The process of democratisation would allow the NHS to be remoralised rather than demoralised. It is crucial that we place this moral safety net under the NHS. As the economy takes a turn for the worse and public spending declines, the service needs a moral underpinning. Competence is never enough. This was Labour’s failure over the Winter of Discontent in 1979, which opened the door to Thatcherism.
I have written about all this in a pamphlet, to be published on 10 January by Compass, called Machines, Markets and Morals: the New Politics of a Democratic NHS. Just before the Christmas break, I asked Alan Johnson to debate the pamphlet. The Health Secretary’s office declined, not because he was busy or disagreed with all of it, but because some of it was “off-message”. Now Johnson is a capable politician whom I like a lot, but surely he can see the irony of refusing to discuss the democratisation of the NHS because we don’t agree on every dot and comma. I know he can do better than that.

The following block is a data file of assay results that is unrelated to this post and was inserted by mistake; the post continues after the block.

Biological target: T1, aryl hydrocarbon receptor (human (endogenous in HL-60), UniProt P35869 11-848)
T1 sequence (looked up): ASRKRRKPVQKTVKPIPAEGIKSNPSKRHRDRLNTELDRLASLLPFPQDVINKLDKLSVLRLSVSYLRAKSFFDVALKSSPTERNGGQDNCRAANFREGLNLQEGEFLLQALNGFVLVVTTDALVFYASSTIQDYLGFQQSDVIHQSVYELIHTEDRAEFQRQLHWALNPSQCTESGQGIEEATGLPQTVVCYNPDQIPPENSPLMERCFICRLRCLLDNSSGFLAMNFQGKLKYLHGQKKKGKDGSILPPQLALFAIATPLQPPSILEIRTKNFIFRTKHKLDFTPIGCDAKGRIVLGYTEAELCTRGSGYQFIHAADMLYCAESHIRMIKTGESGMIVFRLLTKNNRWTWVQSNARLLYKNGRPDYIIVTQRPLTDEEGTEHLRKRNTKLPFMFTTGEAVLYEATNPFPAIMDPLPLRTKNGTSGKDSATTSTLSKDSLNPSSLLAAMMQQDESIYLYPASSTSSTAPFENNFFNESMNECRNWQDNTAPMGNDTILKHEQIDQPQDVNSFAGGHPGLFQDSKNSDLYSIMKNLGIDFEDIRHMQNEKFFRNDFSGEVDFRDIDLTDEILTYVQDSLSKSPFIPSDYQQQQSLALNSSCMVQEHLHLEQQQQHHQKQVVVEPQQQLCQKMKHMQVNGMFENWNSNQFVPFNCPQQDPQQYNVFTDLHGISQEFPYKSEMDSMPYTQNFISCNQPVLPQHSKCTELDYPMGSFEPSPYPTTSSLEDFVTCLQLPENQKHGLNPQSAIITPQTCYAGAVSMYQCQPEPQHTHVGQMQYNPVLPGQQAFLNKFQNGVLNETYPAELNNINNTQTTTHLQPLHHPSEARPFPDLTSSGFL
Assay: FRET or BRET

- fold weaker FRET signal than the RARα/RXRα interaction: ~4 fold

He must – because democracy offers a permanent settlement for the NHS. Not sclerosis, but a way of dealing with the paradox of equity and diversity as we search for a politics that is both modern and left, new and Labour.
If Labour cannot popularise the National Health Service as an institution that embodies the values of the left, the notion of solidarity will come under threat of extinction in an increasingly individualised and consumerised world. After all, we should all be equal in our pyjamas.
Neal Lawson is chair of Compass. His pamphlet on the future of the National Health Service is available by emailing: firstname.lastname@example.org
Martin Bright returns next week